If I have one, teeny, tiny criticism, it's that my heart remains firmly in tact, and as much as I admire Messud's skill as a wordsmith, I wanted more in terms of emotional involvement, and even in the book's penultimate moment, when my favourite character, Danielle, finally falls apart, I didn't ever get that catch in my throat I felt while reading Consumption. But it's not like every book can (or should) make you cry.

Sunday, January 07, 2007

Books Are In My Blood

As if I didn't know that already, but yesterday, when I should have been editing my latest Classic Starts, I got sucked into doing some ancestral research. When I was in Vancouver visiting my aunt and uncle in November, we were talking about the history of the family, a familiar topic, when it was mentioned in passing that my great-great grandfather was a publisher in London. Now, a publisher of what or when exactly, not to mention whether he worked for someone else or for himself, has still yet to be discovered.

However, I did find some fascinating things. His grandfather, John Mardon, was a Bookseller (as listed in the 1841 census) in St. Sepulchre, or at least that's the parish where he lived when the census was taken. Now, I got to thinking that he too must have published books because, well, if you sold them back then most likely you published as well, and low and behold, here, I've found what I think must be a pamphlet he either published or distributed in 1833.

Now, it's only 50 pounds, so I might buy it, but honestly, how cool is that?

Saturday, January 06, 2007

On Setting Aside The Ego

Well, the mail carried with it the first of my mentor's comments for my Humber Correspondance program. Daunting would be the word I use to describe it; and even though I know it's necessary to break down every last bit of the work in order to build it back up again, I can't help but feel a bit defeated. Which then pushes me back into thinking about my interview with Wayne Johnston, who said that there's no shame in discovering yourself a reader and not a writer.

And now I've got to spend the rest of the day revising my Classic Starts. Something that's taken me far, far, far longer than it really should.

Thursday, January 04, 2007

Ruth Rendell On Getting Older

What a great article by Ruth Rendell about her philosophy about growing older. Of the many things I like about what she has to say about both the prejudices about the so-called third generation and her own particular ideas about her age, I'd have to say the advice I'm going to follow is about dressing 10 years younger.

Now, that's the last link-based post for today. I promise.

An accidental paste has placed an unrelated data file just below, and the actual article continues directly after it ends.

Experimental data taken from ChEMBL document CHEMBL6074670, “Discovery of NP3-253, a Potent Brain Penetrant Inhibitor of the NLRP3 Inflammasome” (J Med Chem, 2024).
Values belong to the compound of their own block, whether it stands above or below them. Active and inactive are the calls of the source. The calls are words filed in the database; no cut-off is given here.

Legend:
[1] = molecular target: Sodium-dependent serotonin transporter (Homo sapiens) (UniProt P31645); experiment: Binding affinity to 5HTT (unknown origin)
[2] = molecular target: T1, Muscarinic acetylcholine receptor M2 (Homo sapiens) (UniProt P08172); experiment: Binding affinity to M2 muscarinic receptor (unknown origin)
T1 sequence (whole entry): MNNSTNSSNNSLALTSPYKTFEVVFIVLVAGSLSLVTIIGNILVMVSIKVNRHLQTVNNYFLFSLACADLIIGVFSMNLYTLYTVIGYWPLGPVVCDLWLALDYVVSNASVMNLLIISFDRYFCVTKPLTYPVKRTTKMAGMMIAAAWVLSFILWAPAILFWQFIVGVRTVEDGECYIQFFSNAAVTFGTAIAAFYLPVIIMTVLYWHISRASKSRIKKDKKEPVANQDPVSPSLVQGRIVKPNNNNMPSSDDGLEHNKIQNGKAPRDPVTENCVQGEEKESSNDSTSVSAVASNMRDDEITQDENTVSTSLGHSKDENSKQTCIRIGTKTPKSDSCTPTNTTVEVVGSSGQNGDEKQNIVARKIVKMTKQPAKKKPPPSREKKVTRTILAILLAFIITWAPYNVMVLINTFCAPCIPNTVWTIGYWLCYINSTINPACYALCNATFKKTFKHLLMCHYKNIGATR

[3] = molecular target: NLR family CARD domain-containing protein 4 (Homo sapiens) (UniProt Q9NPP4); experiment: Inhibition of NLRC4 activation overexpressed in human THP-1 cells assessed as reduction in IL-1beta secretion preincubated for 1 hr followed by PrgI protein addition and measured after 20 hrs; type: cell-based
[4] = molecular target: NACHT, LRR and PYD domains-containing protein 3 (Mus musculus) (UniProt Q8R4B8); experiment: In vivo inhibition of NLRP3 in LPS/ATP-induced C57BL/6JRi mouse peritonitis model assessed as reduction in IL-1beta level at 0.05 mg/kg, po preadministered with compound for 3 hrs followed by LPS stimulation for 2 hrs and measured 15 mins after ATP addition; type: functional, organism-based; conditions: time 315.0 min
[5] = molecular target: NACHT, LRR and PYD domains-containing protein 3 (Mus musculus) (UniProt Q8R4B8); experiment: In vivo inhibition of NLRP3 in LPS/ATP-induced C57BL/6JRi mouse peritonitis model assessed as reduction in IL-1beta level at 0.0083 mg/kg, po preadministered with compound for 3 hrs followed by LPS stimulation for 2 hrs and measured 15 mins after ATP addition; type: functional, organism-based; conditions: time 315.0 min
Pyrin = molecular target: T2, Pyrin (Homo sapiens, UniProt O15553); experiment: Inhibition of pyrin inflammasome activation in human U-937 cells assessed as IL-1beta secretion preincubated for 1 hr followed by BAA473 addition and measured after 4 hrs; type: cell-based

The Best Best Of List

Had I known today would have been all about the links and less about the posts, I would have put them all in one instead of spreading them all out all over...

Annnywwaay. My fav of the 'best of' lists for this year belongs to The Tyee, so sharp, so witty, so full of love for Kevin Patterson.

If I Am Robin...

Does that make my RRHB Batman?

(link c/o here.)

Shot Glass Lust

Despite the fact that I rarely drink hard alcohol, I still want these.

"Work is the curse of the drinking class."

That Oscar Wilde, so witty.

Traveling Pants Find A Nice Home

Check out Ann Brashares house, profiled in the NY Times.

Wednesday, January 03, 2007

TRH Movie - Notes On A Scandal

It's very rare that I like any movie better than the book, and considering I really enjoyed Zoë Heller's novel, to say I was surprised by the film is kind of an understatement.

Notes on a Scandal follows the story of an upper-class British woman, Sheba Hart (Blanchett), who has an affair with one of her students, 15-year-old Steven Connolly (played by newcomer Andrew Simpson), and must rely upon her much older friend Barbara (Dench) once the affair comes out and her life falls apart.

Only the film is from Barbara's perspective, it follows her life, her narrative and tells the story from her point of view. This means we hear of Sheba's affair second hand, through her retelling of it to Barbara, once the elder woman discovers the lovers in the classroom, ahem, in a precarious position. And Barbara, or "Bar" as Sheba calls her, is nuts, driven to the point of obsession by utter loneliness and maybe a bit of a predilection for mistaking friendship for the intimacy normally found between two adults in a romantic relationship.